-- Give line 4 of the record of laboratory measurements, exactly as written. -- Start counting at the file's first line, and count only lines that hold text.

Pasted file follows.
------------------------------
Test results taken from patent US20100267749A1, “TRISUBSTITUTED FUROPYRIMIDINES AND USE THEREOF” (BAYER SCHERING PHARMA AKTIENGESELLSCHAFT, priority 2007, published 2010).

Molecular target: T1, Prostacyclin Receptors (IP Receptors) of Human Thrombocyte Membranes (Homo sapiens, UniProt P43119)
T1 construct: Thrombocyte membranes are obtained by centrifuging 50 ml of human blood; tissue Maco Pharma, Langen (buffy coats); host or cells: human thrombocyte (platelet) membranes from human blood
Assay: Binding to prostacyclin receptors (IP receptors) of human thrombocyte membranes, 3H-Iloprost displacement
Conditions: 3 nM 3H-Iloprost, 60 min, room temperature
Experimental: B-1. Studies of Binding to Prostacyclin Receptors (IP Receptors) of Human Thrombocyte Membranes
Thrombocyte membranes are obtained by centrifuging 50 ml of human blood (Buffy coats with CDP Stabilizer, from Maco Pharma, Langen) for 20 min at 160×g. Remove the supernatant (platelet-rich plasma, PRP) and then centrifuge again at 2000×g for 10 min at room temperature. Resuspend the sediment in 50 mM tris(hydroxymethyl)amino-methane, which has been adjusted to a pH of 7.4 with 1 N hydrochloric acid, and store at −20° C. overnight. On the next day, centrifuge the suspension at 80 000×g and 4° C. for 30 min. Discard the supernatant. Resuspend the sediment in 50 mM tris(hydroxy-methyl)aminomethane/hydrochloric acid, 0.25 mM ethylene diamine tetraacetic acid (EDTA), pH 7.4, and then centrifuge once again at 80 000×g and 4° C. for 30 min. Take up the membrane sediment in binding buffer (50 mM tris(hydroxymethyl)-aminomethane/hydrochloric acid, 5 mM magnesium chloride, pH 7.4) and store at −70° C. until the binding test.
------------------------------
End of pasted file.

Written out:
Assay: Binding to prostacyclin receptors (IP receptors) of human thrombocyte membranes, 3H-Iloprost displacement